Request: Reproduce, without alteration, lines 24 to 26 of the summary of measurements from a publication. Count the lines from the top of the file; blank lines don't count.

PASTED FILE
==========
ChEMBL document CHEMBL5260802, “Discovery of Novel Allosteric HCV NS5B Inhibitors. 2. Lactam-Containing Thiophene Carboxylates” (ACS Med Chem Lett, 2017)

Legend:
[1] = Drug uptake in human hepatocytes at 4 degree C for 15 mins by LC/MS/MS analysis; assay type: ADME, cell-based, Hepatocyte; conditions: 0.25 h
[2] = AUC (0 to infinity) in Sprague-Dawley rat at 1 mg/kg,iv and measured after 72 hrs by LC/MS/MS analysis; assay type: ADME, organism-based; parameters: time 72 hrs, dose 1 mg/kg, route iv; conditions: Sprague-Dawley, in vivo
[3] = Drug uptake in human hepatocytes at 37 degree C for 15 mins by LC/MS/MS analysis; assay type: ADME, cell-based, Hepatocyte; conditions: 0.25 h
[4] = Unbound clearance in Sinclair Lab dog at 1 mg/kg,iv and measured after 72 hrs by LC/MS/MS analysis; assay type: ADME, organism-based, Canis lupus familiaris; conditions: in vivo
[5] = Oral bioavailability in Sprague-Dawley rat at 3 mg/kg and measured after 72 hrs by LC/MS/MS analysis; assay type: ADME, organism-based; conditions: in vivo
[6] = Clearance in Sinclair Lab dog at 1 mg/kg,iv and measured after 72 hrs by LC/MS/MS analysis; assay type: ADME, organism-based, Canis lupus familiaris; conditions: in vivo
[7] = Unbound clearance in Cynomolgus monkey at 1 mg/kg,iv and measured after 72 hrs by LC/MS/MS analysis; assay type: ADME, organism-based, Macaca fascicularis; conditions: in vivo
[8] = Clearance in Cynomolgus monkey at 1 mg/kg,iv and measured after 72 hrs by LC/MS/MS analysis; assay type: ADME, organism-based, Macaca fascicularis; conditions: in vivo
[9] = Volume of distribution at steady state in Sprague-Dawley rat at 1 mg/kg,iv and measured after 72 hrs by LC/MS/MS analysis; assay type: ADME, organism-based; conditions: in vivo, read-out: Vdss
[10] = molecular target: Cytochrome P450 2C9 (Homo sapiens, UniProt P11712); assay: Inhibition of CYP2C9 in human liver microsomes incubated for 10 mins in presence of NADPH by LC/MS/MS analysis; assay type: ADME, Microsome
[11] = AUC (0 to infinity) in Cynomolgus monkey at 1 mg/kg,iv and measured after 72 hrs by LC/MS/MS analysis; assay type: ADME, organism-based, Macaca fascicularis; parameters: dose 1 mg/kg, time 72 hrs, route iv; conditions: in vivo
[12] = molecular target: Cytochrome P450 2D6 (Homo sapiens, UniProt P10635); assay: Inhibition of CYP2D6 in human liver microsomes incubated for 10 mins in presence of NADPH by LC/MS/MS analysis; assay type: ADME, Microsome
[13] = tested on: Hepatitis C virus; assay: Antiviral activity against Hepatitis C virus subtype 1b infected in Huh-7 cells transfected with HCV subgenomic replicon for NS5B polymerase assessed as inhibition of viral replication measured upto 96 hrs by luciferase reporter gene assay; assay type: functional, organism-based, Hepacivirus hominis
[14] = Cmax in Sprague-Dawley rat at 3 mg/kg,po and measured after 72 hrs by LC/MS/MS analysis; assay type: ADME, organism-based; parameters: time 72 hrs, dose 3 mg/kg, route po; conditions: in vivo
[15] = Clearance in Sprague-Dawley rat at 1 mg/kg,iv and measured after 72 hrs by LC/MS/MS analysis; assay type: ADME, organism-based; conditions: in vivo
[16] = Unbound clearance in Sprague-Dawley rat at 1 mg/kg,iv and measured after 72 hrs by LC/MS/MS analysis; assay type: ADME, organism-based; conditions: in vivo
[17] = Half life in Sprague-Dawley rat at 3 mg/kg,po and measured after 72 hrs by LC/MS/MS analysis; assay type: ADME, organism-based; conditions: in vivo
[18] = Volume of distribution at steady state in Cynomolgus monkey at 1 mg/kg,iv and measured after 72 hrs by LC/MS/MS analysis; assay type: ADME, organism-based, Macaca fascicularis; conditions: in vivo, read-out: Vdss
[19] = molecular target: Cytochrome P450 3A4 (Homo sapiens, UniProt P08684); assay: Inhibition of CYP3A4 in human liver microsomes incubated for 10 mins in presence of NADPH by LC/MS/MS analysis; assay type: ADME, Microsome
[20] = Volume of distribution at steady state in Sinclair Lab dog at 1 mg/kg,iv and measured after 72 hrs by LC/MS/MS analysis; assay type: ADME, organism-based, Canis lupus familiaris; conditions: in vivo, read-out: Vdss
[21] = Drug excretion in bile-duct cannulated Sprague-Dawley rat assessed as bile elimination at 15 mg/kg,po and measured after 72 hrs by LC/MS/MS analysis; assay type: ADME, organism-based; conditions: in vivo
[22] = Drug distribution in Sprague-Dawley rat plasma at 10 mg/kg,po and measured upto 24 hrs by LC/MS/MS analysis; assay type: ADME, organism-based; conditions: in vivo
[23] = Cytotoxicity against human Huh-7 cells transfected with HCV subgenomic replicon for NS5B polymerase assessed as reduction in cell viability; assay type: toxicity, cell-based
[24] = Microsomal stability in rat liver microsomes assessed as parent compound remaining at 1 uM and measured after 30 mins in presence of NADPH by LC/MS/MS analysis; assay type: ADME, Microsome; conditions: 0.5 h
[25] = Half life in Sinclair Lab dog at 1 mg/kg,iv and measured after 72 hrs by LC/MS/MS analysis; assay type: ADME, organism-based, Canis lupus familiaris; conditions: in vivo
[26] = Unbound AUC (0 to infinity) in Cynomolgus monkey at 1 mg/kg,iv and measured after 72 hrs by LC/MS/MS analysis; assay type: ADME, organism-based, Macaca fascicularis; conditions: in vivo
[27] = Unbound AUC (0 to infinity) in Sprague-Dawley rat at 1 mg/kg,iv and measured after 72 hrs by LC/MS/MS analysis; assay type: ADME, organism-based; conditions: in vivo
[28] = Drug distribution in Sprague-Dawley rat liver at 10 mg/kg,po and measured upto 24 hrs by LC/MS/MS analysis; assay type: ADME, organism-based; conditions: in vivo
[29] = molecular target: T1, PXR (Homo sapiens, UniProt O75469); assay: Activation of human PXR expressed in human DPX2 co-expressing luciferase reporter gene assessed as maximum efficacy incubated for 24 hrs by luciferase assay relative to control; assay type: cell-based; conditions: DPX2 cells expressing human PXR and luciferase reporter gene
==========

[22] = Drug distribution in Sprague-Dawley rat plasma at 10 mg/kg,po and measured upto 24 hrs by LC/MS/MS analysis; assay type: ADME, organism-based; conditions: in vivo
[23] = Cytotoxicity against human Huh-7 cells transfected with HCV subgenomic replicon for NS5B polymerase assessed as reduction in cell viability; assay type: toxicity, cell-based
[24] = Microsomal stability in rat liver microsomes assessed as parent compound remaining at 1 uM and measured after 30 mins in presence of NADPH by LC/MS/MS analysis; assay type: ADME, Microsome; conditions: 0.5 h